In response to a new study which found that lung damage from vaping resembles chemical burns, Decker School of Nursing Professor Geraldine R. Britton, director of the Binghamton University Interdisciplinary Tobacco Use Research Program, offers the following.

"Many have believed that the underlying problem with vaping products is the addition of oils, including glycerin," she said. "Oils or other toxins coat the lining of the bronchioles, increasing inflammation, and blocking the exchange of essential gases such as oxygen before they can reach the alveoli. These recent findings from the Mayo Clinic also point to an inflammatory response with a demonstrable increase in macrophages. Some pathologists have labeled the resulting condition BOOP: Bronchiolitis Obliterans with Organizing Pneumonia."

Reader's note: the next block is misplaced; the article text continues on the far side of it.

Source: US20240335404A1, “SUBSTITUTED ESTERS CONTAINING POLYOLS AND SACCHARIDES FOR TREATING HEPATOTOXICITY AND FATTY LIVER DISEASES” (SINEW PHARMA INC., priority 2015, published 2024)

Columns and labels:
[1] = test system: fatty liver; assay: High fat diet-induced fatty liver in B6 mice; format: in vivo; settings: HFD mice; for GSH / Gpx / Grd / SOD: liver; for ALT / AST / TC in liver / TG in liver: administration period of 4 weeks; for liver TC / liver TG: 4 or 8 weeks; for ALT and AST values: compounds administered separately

Britton oversees the Binghamton University Interdisciplinary Tobacco Use Research Program, which brings together faculty from several University departments, plus administrators and students, to research tobacco use. She has also developed a tool that assesses tobacco/ends use in the college-aged population. She is currently conducting focus groups in high schools on vaping and is also conducting a 24-hour blood pressure monitoring study which includes those who vape.